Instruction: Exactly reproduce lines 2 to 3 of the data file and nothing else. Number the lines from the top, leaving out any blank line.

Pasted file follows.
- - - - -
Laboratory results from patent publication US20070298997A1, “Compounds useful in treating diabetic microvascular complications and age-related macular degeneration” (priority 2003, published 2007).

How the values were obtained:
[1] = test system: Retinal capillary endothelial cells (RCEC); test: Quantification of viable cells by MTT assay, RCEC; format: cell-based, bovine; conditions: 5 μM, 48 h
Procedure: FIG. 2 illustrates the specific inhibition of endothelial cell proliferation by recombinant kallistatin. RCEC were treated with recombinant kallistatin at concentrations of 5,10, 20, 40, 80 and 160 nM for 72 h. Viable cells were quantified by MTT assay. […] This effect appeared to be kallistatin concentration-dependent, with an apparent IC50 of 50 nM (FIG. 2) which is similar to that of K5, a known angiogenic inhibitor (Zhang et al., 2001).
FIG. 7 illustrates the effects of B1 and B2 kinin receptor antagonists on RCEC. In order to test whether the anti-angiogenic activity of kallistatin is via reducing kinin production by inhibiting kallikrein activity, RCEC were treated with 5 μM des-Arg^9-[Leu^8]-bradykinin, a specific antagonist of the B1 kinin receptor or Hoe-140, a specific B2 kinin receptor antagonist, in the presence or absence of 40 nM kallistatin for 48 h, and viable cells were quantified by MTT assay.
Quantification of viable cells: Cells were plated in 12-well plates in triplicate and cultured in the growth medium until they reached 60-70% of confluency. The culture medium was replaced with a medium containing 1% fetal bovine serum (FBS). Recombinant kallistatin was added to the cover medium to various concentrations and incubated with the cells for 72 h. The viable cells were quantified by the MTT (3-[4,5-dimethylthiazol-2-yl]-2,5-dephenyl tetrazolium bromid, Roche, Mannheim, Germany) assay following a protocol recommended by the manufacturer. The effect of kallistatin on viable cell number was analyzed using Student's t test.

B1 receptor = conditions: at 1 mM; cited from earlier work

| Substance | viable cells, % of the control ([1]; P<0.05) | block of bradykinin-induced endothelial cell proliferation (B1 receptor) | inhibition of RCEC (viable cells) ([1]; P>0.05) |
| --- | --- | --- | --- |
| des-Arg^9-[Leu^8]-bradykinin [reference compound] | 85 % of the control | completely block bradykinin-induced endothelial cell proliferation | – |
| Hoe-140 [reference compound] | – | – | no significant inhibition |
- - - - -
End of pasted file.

How the values were obtained:
[1] = test system: Retinal capillary endothelial cells (RCEC); test: Quantification of viable cells by MTT assay, RCEC; format: cell-based, bovine; conditions: 5 μM, 48 h